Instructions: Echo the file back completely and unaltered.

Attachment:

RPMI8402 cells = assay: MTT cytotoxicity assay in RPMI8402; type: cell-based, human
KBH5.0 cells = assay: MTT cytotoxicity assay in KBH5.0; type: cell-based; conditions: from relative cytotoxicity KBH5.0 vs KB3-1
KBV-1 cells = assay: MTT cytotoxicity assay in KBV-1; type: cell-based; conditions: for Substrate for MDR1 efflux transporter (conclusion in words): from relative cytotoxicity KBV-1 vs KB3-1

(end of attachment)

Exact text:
RPMI8402 cells = assay: MTT cytotoxicity assay in RPMI8402; type: cell-based, human
KBH5.0 cells = assay: MTT cytotoxicity assay in KBH5.0; type: cell-based; conditions: from relative cytotoxicity KBH5.0 vs KB3-1
KBV-1 cells = assay: MTT cytotoxicity assay in KBV-1; type: cell-based; conditions: for Substrate for MDR1 efflux transporter (conclusion in words): from relative cytotoxicity KBV-1 vs KB3-1